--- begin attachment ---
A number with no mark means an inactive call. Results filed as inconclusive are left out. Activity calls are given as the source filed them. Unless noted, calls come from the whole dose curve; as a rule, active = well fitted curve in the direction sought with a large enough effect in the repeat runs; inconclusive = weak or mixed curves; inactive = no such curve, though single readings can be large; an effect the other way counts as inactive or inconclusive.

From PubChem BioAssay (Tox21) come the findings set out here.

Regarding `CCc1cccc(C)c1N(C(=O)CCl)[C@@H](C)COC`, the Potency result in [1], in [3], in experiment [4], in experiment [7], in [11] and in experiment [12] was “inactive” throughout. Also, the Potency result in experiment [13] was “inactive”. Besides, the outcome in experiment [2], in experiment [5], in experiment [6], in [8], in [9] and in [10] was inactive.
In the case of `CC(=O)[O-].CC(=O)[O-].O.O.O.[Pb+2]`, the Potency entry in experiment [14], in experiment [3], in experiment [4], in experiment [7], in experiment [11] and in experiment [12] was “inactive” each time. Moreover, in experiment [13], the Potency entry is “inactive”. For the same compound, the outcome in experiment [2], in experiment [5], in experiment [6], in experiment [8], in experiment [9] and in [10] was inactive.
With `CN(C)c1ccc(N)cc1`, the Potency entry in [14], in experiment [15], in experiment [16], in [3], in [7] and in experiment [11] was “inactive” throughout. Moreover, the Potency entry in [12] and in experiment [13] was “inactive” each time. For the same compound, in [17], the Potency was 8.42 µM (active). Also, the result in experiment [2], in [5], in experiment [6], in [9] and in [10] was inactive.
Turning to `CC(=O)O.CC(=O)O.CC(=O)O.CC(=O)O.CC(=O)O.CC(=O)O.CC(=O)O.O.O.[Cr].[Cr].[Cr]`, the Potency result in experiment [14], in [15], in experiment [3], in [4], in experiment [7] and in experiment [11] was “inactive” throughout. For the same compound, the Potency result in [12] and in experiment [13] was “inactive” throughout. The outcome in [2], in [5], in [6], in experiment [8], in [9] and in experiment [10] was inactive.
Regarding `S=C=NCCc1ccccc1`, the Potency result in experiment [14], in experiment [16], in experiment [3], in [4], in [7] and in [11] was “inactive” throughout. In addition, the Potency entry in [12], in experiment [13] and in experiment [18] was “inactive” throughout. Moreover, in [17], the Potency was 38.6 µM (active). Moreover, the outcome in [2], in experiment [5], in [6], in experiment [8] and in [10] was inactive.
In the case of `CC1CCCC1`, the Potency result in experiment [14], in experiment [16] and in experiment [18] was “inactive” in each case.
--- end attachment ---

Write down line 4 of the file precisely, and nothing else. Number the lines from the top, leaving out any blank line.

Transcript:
In the case of `CC(=O)[O-].CC(=O)[O-].O.O.O.[Pb+2]`, the Potency entry in experiment [14], in experiment [3], in experiment [4], in experiment [7], in experiment [11] and in experiment [12] was “inactive” each time. Moreover, in experiment [13], the Potency entry is “inactive”. For the same compound, the outcome in experiment [2], in experiment [5], in experiment [6], in experiment [8], in experiment [9] and in [10] was inactive.